Common Front for Social Justice
Thirty seven thousand poor New Brunswickers were left out of the 2010-2011 budget
"The provincial budget has not set any money aside for rate increases for the 37,000 New Brunswickers who presently depend on social assistance to meet their basic needs. When the Finance Minister boasts that the present government has delivered 96% of its electoral promises, he is silent on a very important one, namely the promise of raising social assistance rates to the Atlantic average" says Linda McCaustlin, co-chair of the Common Front for Social Justice.
There are presently 38,972 New Brunswick individuals receiving social assistance. All of them receive a check which keeps them considerably below poverty line. Our province is the one which has the less compassion for its citizens living in poverty.
After the widely publicized poverty reduction plan, people were expecting concrete and immediate measures to start moving them out of poverty. Only 3.3% (1,220 individuals) found comfort in this Liberal government budget.
The $15 million dollars invested will go to such initiatives as Early learning and child care, promoting community schools and affordable housing, and increasing access to post-secondary education.
"The Common Front for Social Justice agrees with the decision to put money in children and education. However, children are part of families and, if their moms and dads don't have enough to eat, don't have a good roof over their head and don't have heat this winter, they will not see any improvement in their situation, compared to last year", continues Ms. McCaustlin.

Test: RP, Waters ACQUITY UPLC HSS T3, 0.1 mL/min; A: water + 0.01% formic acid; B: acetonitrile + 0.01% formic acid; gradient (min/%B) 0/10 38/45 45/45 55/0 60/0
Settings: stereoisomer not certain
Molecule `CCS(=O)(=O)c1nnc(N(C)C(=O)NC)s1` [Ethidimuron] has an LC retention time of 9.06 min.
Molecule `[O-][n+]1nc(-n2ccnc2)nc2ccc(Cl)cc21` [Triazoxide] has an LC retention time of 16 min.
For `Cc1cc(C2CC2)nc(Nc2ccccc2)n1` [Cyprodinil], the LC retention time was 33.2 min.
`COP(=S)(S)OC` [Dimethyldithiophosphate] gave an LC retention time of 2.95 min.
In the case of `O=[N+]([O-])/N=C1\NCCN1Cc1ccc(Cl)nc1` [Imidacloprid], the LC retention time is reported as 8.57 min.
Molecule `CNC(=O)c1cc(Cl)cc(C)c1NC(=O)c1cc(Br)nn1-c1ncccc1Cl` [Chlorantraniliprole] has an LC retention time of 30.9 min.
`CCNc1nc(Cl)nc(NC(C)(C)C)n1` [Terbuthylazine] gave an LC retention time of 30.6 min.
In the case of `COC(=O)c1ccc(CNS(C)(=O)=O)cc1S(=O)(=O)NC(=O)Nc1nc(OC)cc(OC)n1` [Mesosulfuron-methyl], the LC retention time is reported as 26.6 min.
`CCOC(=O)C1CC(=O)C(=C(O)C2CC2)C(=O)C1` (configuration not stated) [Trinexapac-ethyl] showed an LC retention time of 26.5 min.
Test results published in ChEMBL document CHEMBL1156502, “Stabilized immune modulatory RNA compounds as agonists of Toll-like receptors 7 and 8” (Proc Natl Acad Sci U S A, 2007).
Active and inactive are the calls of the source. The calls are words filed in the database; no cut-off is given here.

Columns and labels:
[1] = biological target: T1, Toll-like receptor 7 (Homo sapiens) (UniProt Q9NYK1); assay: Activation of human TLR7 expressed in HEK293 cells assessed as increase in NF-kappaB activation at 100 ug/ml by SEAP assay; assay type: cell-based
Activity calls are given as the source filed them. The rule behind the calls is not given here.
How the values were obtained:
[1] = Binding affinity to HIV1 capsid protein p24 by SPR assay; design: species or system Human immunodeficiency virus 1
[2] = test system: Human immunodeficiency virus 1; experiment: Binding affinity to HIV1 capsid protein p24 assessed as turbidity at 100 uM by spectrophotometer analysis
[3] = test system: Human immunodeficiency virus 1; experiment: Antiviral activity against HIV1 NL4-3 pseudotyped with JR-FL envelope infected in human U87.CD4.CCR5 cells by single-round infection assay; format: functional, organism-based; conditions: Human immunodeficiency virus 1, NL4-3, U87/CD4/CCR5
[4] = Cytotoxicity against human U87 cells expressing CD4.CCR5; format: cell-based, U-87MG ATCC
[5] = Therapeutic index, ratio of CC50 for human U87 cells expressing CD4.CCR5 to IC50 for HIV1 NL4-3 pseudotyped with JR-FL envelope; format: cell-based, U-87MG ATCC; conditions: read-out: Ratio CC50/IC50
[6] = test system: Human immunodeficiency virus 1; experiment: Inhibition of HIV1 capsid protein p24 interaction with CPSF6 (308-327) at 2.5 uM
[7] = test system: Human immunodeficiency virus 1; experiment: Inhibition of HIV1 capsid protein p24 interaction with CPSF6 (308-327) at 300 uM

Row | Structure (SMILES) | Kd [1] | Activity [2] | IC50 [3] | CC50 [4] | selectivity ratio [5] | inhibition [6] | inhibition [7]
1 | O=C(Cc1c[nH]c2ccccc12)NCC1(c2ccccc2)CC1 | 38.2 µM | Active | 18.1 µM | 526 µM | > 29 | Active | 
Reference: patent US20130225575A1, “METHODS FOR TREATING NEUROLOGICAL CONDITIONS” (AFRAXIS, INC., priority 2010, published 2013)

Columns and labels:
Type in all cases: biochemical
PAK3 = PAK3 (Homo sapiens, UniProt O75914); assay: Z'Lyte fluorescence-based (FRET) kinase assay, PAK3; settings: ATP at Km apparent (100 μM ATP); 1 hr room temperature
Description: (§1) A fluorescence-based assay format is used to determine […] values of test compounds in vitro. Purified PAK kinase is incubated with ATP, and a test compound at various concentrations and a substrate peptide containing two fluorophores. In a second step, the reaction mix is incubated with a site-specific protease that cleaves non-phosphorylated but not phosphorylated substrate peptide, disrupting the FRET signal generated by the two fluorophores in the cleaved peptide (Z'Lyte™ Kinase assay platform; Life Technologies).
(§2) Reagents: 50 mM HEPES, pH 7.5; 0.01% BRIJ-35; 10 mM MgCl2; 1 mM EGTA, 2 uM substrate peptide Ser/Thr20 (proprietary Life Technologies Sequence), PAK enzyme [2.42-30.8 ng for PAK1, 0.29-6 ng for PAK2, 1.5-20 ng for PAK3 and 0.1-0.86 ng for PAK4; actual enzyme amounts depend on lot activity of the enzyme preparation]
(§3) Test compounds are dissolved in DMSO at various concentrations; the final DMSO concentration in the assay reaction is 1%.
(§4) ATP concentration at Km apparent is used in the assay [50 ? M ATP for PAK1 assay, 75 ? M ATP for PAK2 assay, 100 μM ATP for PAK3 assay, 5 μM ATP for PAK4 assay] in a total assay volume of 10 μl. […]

In NB, 16.7% of children are poor, highest percentage in all of the Atlantic provinces. This represent one out of every six children in the province (26,000 children). Thirty four percent of these children were using NB food banks in March 2009.
"Nelson Mandela said that poverty is not natural but is man-made and can be change by actions. The 2010-2011 budget does not offer much hope for over 37,000 NB citizens living in poverty", concludes Ms. McCaustlin.
The Common Front for Social Justice is one of the largest democratic and popular organization in New Brunswick, with close to 75,000 group and individual members. The Common Front brings together individuals as well as local, regional and provincial organizations to work towards the eradication of poverty.